Yes, actually, the security was shit. I went through a new machine, one of the ones that blows puffs of air at you and analyzes them for explosives. Do those actually work? And then there were the usual metal detectors and so on, and then yet MORE security at Heathrow airport. Nothing was open, which was major suck. I wanted a postcard then. Or several.
Spectacular. Absolutely. Would fly it again in a second. Food's good, people are nice, they actually give you drinks at unscheduled times, and oh my god the british accents just make me melt into gooey little puddles of Dani every time I hear them.
One way was not so bad. There was fast-- we got off the plane, took a shuttle, went through security, showed our passports, got grilled and got on the other plane. The other way was pure hell, though. We got off and then we had like two hours to kill and the airport was JAMMED and the airconditioner was BROKEN and it was horrible because my cousin WOULD NOT STOP COMPLAINING.
Small factoid. I have, at last count (five years ago) ninty first cousins. Since a whoooole bunch more have been born, let's go with one hundred. I think I saw most of them. I was ready to rip my eyes out. Most of 'em don't speak English well, and they struggle to translate, so half the time I just smile and nod and wave it off, and say they don't have to, it's okay, etc.
-Isle of Dead Jellyfish
Okay. We went to the beach the second day we got to Bat Yam (Where my aunt Liza lives, basically our home base for 75% of the trip) we went to the beach near there-- and it was flooded with jellyfish. Literally. And there was this awesome little thing where the sand dipped around this island of sand, about ten feet square, and there were all these dying jellyfish trapped on it. It was the saddest thing ever. And there was this one guy who kept going into the water for the sole purpose of catching the jellyfish.
We got there on Tuesdayish, or maybe Wednesday. My cousin was gone that night. (seriously. Thank god.) We left Bat Yam on Saturday night, Motzei Shabbos (After Shabbos, which is like.. 9:30 or so), in a taxi that took us to Beit Zeit, a very rich moshav right near Jerusalem. We stayed there for a week, with our own room and airconditioning, an English Bulldog named Muffin, and a garden that would not have been out of place surrounding a manor in England, complete with lawn statuary of giant lions (some with wings).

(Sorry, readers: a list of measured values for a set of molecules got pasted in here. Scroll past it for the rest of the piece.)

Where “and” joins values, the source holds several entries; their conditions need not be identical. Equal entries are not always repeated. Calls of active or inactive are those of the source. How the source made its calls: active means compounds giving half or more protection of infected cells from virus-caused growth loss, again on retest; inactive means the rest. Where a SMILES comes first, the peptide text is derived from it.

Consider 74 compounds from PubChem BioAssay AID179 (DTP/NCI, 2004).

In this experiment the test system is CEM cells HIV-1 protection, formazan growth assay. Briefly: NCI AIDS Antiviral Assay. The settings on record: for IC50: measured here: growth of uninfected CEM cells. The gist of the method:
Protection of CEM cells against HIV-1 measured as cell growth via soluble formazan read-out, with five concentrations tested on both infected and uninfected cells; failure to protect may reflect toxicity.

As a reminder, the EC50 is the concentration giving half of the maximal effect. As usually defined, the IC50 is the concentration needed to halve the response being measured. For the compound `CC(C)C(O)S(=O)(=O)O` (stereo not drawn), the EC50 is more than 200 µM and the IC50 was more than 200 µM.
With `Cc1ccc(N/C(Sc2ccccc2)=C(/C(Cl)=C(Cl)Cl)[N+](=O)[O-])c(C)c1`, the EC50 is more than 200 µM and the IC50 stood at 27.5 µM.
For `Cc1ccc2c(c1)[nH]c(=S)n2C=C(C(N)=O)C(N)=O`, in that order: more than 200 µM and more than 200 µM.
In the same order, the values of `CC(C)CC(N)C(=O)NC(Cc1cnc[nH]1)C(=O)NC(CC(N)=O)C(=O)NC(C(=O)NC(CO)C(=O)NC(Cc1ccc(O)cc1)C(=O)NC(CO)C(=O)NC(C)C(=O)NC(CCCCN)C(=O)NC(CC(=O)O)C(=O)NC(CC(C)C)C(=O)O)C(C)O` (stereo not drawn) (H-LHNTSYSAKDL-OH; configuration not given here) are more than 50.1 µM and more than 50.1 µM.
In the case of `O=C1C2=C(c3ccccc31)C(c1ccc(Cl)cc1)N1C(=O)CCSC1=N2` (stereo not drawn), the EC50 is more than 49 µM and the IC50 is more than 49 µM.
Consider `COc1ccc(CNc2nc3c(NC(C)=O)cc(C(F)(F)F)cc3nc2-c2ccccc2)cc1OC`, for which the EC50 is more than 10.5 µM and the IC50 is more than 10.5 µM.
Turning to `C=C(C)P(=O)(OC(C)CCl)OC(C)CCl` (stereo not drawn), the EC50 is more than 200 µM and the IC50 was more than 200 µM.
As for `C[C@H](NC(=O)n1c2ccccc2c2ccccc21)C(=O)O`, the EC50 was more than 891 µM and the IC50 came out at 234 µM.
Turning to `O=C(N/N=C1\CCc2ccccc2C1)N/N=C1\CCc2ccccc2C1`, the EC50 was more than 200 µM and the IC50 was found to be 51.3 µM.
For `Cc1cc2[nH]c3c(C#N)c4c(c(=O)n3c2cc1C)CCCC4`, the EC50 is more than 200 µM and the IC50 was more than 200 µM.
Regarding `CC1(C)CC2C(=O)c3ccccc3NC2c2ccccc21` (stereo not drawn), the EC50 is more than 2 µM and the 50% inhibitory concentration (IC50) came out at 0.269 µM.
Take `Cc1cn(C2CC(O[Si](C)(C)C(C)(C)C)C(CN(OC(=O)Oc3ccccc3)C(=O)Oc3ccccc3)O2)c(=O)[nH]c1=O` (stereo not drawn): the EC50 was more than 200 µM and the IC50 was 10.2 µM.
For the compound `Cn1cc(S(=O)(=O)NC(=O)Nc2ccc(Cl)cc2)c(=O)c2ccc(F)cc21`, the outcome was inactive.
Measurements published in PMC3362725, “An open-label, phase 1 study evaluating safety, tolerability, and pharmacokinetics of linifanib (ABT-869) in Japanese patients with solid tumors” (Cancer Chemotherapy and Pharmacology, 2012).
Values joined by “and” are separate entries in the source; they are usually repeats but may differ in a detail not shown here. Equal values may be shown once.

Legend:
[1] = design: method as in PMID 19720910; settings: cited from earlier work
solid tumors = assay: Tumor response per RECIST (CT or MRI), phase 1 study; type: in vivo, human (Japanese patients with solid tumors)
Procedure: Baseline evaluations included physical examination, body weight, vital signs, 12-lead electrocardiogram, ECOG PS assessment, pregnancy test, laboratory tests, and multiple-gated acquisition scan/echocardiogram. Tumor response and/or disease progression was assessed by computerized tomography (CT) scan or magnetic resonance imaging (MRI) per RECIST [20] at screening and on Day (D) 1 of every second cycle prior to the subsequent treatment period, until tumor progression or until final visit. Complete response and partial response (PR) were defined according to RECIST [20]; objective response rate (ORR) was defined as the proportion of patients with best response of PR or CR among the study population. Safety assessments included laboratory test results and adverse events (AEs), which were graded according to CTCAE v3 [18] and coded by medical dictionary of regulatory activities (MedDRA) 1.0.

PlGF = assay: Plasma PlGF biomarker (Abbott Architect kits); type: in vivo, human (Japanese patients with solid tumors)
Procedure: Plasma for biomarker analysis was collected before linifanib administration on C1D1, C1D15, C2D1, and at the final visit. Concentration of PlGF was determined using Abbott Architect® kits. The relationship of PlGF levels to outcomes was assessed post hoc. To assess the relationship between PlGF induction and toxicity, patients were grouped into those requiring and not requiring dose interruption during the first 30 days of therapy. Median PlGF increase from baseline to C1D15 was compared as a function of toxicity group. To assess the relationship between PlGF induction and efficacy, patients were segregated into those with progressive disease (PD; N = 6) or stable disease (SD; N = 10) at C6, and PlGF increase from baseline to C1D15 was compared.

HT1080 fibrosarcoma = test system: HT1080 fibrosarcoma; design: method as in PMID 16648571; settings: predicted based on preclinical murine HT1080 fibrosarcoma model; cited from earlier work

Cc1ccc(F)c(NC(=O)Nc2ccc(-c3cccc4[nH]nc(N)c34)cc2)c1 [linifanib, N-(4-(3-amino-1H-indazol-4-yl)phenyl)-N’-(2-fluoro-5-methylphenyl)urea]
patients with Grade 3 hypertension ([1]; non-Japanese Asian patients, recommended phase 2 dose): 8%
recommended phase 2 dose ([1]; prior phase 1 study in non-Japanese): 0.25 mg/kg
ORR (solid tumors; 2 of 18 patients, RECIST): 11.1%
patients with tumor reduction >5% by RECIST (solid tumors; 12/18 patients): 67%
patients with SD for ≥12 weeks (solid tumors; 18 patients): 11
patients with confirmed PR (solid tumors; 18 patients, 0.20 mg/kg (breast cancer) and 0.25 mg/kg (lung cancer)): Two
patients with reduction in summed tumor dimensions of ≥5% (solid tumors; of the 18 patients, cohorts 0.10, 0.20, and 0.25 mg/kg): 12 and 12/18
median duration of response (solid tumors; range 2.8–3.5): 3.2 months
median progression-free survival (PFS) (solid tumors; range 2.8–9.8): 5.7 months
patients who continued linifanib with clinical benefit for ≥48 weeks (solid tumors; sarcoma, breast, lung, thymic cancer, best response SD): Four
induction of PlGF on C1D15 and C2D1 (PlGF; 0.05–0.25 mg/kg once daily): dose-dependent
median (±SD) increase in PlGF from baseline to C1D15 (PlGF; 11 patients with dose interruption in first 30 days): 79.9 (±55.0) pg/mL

Susan is the one who's house we stayed in at Beit Zeit. She and my mother were roommates in College (The American College In Jerusalem, to be exact). They're still friends, but Susan is.. shallow. Or rather, very rich and meant to be that way. She's got five kids and loves her bulldogs, and is very much the rich woman. I don't know how else to say it. She has prada bags and dolce and gabbana sunglasses and louis vitton and every other name bag you can think of. For real. She's got an entire little CLOSET of them. It's crazy. Oh, and her house is four stories, has marble floors, and is cleaned every day by a staff of cleaning people.
Zvat is an artist's city. It's built on a mountain, sort of haphazardly now, and is old. It reminds me sort of of what London must have been in the time of Shakespeare. Narrow streets, a channel in the middle for god-knows-what, and houses built right up against each other. Except instead of wood, it's stone, and every house is a store, and every store is selling beautiful things, and everything is crowded. My mom got a print there-- Microcalligraphy by Moshe Doron. She got the one with the entire book of Psalms. It's really beautiful.
Caesaria was the first Roman port in Israel. It was named after Caesar (duh), and was a bustling city-port with a nifty little ampitheater carved out of the nearby cliffs. Then it was sacked by muslims, and then by crusaders, and then by muslims, and then by crusaders, and then it was left to rot alone. Except in Israel, nothing ever really rots, per se. So it just sort of sat there, and three years ago I went and it was spectacular and eerie and left me feeling that sense of awe that everyone should associate with their distant historical ancestors. And then I went this time and it's so touristy. I na bad way. Everything's being rebuilt and there are SHOPS and art galleries and the whole place has LOST something. I can't even explain it more than that, but that trip left a bad taste in my mouth.
We visited the dead sea for all of an hour. Saw Masada, but the view is kind of ruined by high tension wires. The Dead Sea has been dammed, and it's incredibly sad.
I went with one of my cousins, but thankfully saw her for all of like, three days. Hallelujah.
There was this funeral, the day my dad got to Israel, for my father's mother's brother. He died the day before. (No more than 24 hours between death and burial unless Shabbos intervenes.) So we go to this cemetary-- and the entire courtyard is FILLED with my cousins. All of them. All SIX HUNDRED of these people I had never seen before and who were related to me. Somehow. Disturbingly. It was like the Israeli Mafia, I swear.